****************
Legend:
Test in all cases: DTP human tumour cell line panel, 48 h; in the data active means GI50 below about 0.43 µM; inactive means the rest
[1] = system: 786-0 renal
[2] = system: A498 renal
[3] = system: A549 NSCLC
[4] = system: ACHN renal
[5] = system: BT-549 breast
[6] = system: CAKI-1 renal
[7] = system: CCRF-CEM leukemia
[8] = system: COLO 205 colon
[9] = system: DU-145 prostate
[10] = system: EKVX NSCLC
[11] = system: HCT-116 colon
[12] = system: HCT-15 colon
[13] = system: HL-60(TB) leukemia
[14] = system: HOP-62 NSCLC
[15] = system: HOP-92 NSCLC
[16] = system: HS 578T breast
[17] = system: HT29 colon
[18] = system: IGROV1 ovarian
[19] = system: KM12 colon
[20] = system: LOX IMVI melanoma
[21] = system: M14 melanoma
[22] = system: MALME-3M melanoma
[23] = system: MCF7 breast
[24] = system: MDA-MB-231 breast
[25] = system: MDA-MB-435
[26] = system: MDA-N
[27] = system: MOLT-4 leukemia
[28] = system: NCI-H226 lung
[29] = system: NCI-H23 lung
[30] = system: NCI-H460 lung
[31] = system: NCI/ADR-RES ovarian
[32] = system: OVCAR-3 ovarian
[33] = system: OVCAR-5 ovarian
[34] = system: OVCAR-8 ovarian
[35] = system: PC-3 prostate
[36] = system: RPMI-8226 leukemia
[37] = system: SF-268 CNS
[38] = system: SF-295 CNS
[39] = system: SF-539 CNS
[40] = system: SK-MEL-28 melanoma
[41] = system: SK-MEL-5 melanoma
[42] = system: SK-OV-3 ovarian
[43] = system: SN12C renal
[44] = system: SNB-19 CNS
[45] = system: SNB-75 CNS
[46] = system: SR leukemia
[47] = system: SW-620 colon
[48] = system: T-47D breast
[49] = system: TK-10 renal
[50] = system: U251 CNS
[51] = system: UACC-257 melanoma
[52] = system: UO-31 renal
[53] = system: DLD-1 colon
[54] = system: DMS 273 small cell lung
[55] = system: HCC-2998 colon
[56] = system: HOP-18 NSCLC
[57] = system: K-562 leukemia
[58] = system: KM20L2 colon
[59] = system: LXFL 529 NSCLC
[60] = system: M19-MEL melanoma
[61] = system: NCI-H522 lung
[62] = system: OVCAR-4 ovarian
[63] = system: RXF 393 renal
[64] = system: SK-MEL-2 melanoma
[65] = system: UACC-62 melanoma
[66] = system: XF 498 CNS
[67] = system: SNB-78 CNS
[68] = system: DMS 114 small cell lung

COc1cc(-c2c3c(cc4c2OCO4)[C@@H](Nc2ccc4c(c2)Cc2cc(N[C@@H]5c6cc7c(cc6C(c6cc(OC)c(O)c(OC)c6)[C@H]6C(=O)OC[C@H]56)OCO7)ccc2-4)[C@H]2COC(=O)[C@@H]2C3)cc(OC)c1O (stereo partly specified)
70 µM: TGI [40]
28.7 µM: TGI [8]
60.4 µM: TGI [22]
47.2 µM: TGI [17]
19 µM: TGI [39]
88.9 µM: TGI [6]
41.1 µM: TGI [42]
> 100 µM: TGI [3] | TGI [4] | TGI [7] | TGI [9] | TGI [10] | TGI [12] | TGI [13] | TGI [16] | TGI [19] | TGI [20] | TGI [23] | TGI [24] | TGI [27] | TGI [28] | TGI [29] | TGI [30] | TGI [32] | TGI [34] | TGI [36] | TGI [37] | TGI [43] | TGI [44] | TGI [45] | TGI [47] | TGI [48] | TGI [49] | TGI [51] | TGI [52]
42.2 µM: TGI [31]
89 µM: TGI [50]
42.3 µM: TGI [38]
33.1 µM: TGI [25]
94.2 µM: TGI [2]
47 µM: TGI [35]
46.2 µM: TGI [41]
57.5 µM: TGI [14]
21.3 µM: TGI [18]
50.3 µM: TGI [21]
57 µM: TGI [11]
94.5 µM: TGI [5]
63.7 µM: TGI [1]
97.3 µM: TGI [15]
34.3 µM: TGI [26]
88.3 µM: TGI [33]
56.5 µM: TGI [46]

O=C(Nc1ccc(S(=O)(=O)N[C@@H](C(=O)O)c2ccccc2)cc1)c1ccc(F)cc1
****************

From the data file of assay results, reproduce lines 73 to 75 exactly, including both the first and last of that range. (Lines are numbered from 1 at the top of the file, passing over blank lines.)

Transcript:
28.7 µM: TGI [8]
60.4 µM: TGI [22]
47.2 µM: TGI [17]